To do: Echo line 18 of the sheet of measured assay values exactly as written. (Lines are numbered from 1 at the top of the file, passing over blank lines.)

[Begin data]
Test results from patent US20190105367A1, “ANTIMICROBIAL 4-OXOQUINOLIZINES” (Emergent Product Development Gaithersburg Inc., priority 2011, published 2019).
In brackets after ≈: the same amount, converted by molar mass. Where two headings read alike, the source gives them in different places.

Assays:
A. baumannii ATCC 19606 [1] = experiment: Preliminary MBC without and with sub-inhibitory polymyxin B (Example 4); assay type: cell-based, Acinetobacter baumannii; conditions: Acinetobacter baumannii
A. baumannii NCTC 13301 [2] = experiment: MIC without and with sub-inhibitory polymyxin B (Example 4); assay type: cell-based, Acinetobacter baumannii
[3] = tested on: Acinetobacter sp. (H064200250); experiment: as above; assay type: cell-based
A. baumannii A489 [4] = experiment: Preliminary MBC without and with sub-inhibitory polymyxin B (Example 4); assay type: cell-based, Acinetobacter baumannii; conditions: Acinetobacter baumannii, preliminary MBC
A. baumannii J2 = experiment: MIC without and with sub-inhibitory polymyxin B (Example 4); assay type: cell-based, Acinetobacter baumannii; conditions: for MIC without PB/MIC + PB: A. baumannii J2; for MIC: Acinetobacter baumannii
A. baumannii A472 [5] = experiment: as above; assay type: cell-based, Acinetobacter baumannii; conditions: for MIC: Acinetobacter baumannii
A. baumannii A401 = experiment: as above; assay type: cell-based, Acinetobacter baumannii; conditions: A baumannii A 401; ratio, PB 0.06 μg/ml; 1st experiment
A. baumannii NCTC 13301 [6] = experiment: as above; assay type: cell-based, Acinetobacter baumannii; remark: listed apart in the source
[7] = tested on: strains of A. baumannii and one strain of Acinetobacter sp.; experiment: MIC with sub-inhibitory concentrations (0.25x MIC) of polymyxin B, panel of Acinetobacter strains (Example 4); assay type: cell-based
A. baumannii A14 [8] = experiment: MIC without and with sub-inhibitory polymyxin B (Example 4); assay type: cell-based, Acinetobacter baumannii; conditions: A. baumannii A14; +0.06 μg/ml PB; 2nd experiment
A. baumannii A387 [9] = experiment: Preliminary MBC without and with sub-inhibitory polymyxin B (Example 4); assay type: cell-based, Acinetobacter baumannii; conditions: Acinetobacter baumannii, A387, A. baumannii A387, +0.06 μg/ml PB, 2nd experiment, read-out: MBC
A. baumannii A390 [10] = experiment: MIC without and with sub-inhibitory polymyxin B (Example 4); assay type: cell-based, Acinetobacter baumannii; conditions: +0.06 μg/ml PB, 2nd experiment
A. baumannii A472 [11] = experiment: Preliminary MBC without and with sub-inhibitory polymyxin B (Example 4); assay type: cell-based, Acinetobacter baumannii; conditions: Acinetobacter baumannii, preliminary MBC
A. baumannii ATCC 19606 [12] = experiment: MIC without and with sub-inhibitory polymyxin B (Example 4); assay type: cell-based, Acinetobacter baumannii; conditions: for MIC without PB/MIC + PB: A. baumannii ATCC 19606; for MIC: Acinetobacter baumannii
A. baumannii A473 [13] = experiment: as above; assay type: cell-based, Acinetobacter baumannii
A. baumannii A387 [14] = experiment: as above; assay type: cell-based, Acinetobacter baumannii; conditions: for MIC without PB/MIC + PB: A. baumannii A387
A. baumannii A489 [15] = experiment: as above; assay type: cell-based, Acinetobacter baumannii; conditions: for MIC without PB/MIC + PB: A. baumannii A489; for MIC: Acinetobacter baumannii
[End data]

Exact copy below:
A. baumannii A473 [13] = experiment: as above; assay type: cell-based, Acinetobacter baumannii